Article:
• Cécile Graven

David Hockney and I.

Dear all, nice of you to visit this blog again.

If you have read the page ‘about my work and me’ you maybe have noticed that what drives me to paint it is that I do hope people will not longer only look at things but SEE things.

So it rang a bell of recognition when I read somewhere that David Hockney has said: ” You have to look hard to see.”.

Untill that time I did not know much about David Hockney. A famous Englishman living in the USA and painting peoples in swimmingpools. A very good painter indeed. Painting people is not easy. Painting water is not easy, And painting people in water is a big thing ( I Think).


Hockney


By now I know he lives in the UK again  and is painting very great and big paintings of the landscapes. I do not know what the max is but one of the paintings I saw was made on 16 canvasses. Big indeed. And great.

Why am I telling you about David Hockney?

Well, because we have something in common.

Not our painting, he is an advanced master where I am a toddler.

But he is figuring out a thing I am wrestling about since I started painting.

It has to do with the viewpoint.

I’ll try to explain.

Say you have a still-life and you want to pay it as realistic as possible.

And you succeed.

If you frame it and hang it on a wall everyone would say: well that is a good painting. So realistic. It could have been a picture/photograph.

And that is excactly what I am wrestling about.

I do like to take pictures of a lot of things. In a way it is like painting: catching some 3-dimensional object/view in a 2-dimensional painting/picture.

But when I look to the different items in a still life arangement I change my view each time. I look to the middle front, my eyes zoom in and out, I llok to the right front, my eyes zoom in and out, I look top the left front and my eyes..   And then I will take one or two steps to the left and  I look… And then I take a few steps to the right and…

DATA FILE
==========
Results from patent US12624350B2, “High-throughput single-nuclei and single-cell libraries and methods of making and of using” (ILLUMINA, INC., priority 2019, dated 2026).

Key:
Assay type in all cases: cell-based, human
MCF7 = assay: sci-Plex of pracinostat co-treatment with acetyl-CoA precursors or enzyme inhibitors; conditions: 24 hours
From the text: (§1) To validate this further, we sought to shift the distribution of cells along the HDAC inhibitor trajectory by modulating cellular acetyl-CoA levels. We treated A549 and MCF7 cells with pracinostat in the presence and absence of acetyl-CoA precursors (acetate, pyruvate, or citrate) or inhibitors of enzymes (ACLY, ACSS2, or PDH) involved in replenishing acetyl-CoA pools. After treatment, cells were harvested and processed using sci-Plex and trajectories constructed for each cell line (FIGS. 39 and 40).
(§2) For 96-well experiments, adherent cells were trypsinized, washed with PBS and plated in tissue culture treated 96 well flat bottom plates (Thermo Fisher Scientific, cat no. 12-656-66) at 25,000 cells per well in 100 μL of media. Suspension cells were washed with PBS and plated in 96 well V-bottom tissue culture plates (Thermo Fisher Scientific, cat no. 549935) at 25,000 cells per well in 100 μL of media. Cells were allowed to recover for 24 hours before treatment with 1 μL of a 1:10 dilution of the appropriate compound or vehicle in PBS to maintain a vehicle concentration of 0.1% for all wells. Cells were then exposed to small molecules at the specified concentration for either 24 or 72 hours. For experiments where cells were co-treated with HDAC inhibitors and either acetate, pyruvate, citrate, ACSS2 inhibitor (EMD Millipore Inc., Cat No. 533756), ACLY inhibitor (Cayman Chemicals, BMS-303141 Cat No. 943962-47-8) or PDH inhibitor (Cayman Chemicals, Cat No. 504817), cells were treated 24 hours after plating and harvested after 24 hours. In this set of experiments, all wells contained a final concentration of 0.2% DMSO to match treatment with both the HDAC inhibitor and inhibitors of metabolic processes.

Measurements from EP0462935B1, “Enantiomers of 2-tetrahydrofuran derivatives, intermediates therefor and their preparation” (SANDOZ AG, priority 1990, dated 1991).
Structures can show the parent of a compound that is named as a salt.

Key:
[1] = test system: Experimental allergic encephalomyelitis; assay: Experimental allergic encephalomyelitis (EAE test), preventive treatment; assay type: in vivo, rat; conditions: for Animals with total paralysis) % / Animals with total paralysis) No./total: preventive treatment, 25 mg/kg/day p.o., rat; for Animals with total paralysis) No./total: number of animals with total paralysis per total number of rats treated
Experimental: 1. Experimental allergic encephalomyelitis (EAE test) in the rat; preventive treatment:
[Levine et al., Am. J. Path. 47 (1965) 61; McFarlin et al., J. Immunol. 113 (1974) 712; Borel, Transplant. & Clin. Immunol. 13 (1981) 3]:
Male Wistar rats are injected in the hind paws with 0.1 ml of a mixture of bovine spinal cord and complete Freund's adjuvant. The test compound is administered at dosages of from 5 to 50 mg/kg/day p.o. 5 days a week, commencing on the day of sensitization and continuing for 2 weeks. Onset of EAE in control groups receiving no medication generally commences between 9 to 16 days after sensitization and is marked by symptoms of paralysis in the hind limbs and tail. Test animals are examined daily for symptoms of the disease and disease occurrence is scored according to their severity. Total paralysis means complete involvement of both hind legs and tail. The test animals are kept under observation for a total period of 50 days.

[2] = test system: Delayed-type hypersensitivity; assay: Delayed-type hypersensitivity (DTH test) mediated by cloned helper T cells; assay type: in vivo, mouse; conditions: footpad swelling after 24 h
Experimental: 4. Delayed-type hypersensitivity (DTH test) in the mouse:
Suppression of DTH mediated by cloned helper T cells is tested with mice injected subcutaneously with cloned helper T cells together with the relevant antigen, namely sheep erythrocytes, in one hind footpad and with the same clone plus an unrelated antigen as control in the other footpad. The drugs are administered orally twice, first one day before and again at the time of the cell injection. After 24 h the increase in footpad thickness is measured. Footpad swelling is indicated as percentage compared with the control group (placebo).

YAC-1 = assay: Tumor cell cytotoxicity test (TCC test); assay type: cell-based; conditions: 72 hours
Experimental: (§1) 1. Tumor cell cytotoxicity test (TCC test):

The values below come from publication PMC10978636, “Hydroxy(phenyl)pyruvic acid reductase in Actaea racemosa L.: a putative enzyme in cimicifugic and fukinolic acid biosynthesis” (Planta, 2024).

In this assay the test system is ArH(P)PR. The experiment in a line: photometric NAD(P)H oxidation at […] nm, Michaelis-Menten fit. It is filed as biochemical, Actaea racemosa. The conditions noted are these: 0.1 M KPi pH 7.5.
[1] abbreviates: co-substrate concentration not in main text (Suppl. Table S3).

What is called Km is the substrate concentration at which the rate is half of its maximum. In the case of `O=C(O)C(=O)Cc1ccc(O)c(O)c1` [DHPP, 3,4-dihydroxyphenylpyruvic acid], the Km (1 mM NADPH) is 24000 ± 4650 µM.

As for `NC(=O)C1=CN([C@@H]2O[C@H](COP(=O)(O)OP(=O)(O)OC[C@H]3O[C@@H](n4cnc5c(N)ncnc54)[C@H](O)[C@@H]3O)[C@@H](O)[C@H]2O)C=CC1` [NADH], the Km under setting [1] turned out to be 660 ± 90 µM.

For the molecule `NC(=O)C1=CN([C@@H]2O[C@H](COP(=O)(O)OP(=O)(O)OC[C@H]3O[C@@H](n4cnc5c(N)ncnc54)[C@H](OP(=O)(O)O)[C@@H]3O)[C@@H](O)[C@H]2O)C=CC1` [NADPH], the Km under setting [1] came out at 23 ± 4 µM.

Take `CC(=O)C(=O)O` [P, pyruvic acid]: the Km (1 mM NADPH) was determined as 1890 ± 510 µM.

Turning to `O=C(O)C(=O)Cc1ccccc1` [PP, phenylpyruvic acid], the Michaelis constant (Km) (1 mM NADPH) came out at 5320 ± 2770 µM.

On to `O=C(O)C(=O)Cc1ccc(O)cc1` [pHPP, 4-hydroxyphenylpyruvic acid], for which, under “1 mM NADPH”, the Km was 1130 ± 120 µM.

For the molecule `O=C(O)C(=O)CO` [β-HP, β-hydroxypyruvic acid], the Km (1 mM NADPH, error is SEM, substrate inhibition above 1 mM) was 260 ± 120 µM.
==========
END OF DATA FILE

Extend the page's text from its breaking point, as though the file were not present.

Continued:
You see? I differ my viewpoint in many ways.

Say I am on a wooden jetty, some 3 metres above the water. Direct in front of me is a harbour. In it are small fishing-vessels. I look down upon them and see their decks and the roofs of their cabins. I look behind the ships. Right behind the ships a big rock is rising from the sea. maybe it is a hundred metres high and above it I can see the upper part of a lighthouse.

If I want to take a photograph that shows all of that magnificent landsape I cannot. To be able to take the picture in one shot I should have been on a larger distance, but there there is no jetty.

If I want to have a photograph I must take more pictures in a vertical panorama way. But if I ‘stitch’ those pictures together the total picture would look weird. Not realistic at all.  The viewpoints do not harmonise.

And if I would make a realistic painting of this great view, how must I do that?

I don’t know, I am wrestling with that. How can I incorporate different viewpoints in one painting still showing something realistic?

Maybe David Hockney’s apintings can teach me that.

If you like to see the most recent work of David Hockney ( as far as I know) pleae have a look at this documentary on You Tube.you tube

Thank you for your visit. Your comments and likes are very welcome.

#art #DavidHockney #landscapes #wrestling #paintings #viewpoints

1 view0 comments

Recent Posts

See All